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Anatomical substrates of auditory selective attention: behavioral and electrophysiological effects of posterior association cortex lesions.
Brain Res Cogn Brain Res. 1993 Dec; 1(4):227-40.BR

Abstract

Event-related brain potentials (ERPs) and reaction times (RTs) were recorded in an auditory selective attention task in control subjects and two groups of patients with lesions centered in (1) the temporal/parietal junction (T/P, n = 9); and (2) the inferior parietal lobe (IPL, n = 7). High pitched tones were presented to one ear and low pitched tones to the other in random sequences that included infrequent longer-duration tones and occasional novel sounds. Subjects attended to a specified ear and pressed a button to the longer-duration tones in that ear. IPL and T/P lesions slowed reaction times (RTs) and increased error rates, but improved one aspect of performance--patients showed less distraction than controls when targets followed novel sounds. T/P lesions reduced the amplitude of early sensory ERPs, initially over the damaged hemisphere (N1a, 70-110 ms) and then bilaterally (N1b, 110-130 ms, and N1c 130-160 ms). The reduction was accentuated for tones presented contralateral to the lesion, suggesting that N1 generators receive excitatory input primarily from the contralateral ear. IPL lesions reduced N1 amplitudes to both low frequency tones and novel sounds. Nd components associated with attentional selection were diminished over both hemispheres in the T/P group and over the lesioned hemisphere in the IPL group independent of ear of stimulation. Target and novel N2s tended to be diminished by IPL lesions but were unaffected by T/P lesions. The mismatch negativity was unaffected by either T/P or IPL lesions. The results support different roles of T/P and IPL cortex in auditory selective attention.

Authors+Show Affiliations

Department of Neurology, UC Davis, VA Medical Center, Martinez, CA 94553.No affiliation info availableNo affiliation info available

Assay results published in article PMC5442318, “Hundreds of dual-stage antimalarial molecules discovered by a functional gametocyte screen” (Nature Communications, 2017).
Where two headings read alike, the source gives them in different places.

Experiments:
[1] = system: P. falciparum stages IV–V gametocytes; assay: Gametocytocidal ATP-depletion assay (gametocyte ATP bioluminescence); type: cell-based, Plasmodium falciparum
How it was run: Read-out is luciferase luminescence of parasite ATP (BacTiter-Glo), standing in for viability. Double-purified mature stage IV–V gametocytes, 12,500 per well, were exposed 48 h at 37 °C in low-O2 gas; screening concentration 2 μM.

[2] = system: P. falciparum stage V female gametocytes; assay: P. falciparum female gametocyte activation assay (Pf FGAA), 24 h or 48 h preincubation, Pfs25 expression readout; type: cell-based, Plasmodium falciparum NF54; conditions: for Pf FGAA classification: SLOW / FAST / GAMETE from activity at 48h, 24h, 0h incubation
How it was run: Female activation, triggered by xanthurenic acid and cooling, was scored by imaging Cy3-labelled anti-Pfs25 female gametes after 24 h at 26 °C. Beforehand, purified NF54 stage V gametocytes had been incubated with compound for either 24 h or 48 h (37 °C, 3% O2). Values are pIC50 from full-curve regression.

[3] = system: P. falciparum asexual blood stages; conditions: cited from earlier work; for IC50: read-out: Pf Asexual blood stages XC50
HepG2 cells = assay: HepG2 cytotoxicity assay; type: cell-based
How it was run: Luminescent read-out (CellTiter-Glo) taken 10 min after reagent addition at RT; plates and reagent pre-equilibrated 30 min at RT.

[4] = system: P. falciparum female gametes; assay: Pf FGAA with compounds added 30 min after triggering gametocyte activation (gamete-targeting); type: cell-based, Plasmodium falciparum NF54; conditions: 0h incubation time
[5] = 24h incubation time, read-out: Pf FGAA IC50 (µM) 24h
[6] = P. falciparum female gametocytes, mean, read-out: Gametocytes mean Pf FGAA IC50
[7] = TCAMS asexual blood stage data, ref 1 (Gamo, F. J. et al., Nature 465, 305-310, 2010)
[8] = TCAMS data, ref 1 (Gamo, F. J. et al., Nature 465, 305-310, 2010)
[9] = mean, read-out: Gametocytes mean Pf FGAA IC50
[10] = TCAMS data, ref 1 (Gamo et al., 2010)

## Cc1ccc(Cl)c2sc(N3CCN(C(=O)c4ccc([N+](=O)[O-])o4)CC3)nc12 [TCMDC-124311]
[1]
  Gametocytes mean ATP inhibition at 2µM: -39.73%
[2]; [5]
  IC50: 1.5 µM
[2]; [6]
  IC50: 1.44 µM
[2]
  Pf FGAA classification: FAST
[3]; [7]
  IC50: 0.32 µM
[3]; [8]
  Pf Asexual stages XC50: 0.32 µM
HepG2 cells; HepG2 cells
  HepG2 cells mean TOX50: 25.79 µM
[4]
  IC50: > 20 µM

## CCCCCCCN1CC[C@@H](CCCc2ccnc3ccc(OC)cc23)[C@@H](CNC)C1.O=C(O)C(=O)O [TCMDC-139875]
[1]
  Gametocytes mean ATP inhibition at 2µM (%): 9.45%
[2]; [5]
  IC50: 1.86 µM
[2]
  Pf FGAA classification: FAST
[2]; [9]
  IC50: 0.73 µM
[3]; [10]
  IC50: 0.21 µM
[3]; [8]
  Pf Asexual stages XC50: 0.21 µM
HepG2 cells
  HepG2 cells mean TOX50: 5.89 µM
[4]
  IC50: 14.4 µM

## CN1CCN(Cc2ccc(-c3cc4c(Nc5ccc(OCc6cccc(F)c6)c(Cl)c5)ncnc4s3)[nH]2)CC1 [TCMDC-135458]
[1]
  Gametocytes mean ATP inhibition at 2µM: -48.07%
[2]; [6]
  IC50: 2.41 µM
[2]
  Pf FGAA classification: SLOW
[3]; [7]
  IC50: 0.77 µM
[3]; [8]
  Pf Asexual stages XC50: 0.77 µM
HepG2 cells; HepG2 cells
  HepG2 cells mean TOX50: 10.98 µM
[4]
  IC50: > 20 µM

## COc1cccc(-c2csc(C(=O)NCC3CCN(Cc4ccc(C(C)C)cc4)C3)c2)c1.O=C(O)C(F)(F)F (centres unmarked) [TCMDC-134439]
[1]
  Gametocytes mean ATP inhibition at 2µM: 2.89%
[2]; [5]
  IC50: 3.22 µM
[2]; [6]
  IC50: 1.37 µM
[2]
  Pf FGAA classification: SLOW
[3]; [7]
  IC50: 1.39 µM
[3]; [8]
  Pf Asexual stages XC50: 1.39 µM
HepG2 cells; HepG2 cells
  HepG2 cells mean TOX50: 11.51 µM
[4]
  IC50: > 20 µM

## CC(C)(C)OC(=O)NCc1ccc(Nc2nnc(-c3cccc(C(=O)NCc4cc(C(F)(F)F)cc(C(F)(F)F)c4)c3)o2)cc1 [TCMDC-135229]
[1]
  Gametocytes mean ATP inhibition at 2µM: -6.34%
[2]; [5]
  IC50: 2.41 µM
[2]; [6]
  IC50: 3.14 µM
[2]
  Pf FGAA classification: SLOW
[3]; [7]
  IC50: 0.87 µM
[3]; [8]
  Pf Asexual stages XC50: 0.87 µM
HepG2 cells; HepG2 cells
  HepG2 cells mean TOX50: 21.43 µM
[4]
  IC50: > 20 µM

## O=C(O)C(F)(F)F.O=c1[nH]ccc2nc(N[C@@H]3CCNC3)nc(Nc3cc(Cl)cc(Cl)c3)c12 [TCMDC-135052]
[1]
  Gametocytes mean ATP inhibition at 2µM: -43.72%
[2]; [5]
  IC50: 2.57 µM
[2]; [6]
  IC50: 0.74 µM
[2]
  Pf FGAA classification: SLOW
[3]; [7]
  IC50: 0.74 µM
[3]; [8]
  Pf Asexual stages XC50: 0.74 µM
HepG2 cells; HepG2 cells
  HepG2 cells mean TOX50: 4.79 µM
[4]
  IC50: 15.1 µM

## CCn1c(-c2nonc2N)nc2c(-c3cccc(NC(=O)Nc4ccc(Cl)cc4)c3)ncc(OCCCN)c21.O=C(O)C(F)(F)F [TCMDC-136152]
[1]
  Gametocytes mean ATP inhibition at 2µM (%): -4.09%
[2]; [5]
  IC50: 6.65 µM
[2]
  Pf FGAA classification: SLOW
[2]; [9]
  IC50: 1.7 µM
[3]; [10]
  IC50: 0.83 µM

Pub Type(s)

Journal Article
Research Support, Non-U.S. Gov't
Research Support, U.S. Gov't, Non-P.H.S.
Research Support, U.S. Gov't, P.H.S.

Language

eng

PubMed ID

8003922

Citation

Woods, D L., et al. "Anatomical Substrates of Auditory Selective Attention: Behavioral and Electrophysiological Effects of Posterior Association Cortex Lesions." Brain Research. Cognitive Brain Research, vol. 1, no. 4, 1993, pp. 227-40.
Woods DL, Knight RT, Scabini D. Anatomical substrates of auditory selective attention: behavioral and electrophysiological effects of posterior association cortex lesions. Brain Res Cogn Brain Res. 1993;1(4):227-40.
Woods, D. L., Knight, R. T., & Scabini, D. (1993). Anatomical substrates of auditory selective attention: behavioral and electrophysiological effects of posterior association cortex lesions. Brain Research. Cognitive Brain Research, 1(4), 227-40.
Woods DL, Knight RT, Scabini D. Anatomical Substrates of Auditory Selective Attention: Behavioral and Electrophysiological Effects of Posterior Association Cortex Lesions. Brain Res Cogn Brain Res. 1993;1(4):227-40. PubMed PMID: 8003922.
* Article titles in AMA citation format should be in sentence-case
TY - JOUR T1 - Anatomical substrates of auditory selective attention: behavioral and electrophysiological effects of posterior association cortex lesions. AU - Woods,D L, AU - Knight,R T, AU - Scabini,D, PY - 1993/12/1/pubmed PY - 1993/12/1/medline PY - 1993/12/1/entrez SP - 227 EP - 40 JF - Brain research. Cognitive brain research JO - Brain Res Cogn Brain Res VL - 1 IS - 4 N2 - Event-related brain potentials (ERPs) and reaction times (RTs) were recorded in an auditory selective attention task in control subjects and two groups of patients with lesions centered in (1) the temporal/parietal junction (T/P, n = 9); and (2) the inferior parietal lobe (IPL, n = 7). High pitched tones were presented to one ear and low pitched tones to the other in random sequences that included infrequent longer-duration tones and occasional novel sounds. Subjects attended to a specified ear and pressed a button to the longer-duration tones in that ear. IPL and T/P lesions slowed reaction times (RTs) and increased error rates, but improved one aspect of performance--patients showed less distraction than controls when targets followed novel sounds. T/P lesions reduced the amplitude of early sensory ERPs, initially over the damaged hemisphere (N1a, 70-110 ms) and then bilaterally (N1b, 110-130 ms, and N1c 130-160 ms). The reduction was accentuated for tones presented contralateral to the lesion, suggesting that N1 generators receive excitatory input primarily from the contralateral ear. IPL lesions reduced N1 amplitudes to both low frequency tones and novel sounds. Nd components associated with attentional selection were diminished over both hemispheres in the T/P group and over the lesioned hemisphere in the IPL group independent of ear of stimulation. Target and novel N2s tended to be diminished by IPL lesions but were unaffected by T/P lesions. The mismatch negativity was unaffected by either T/P or IPL lesions. The results support different roles of T/P and IPL cortex in auditory selective attention. SN - 0926-6410 UR - https://www.unboundmedicine.com/medline/citation/8003922/Anatomical_substrates_of_auditory_selective_attention:_behavioral_and_electrophysiological_effects_of_posterior_association_cortex_lesions_ DB - PRIME DP - Unbound Medicine ER -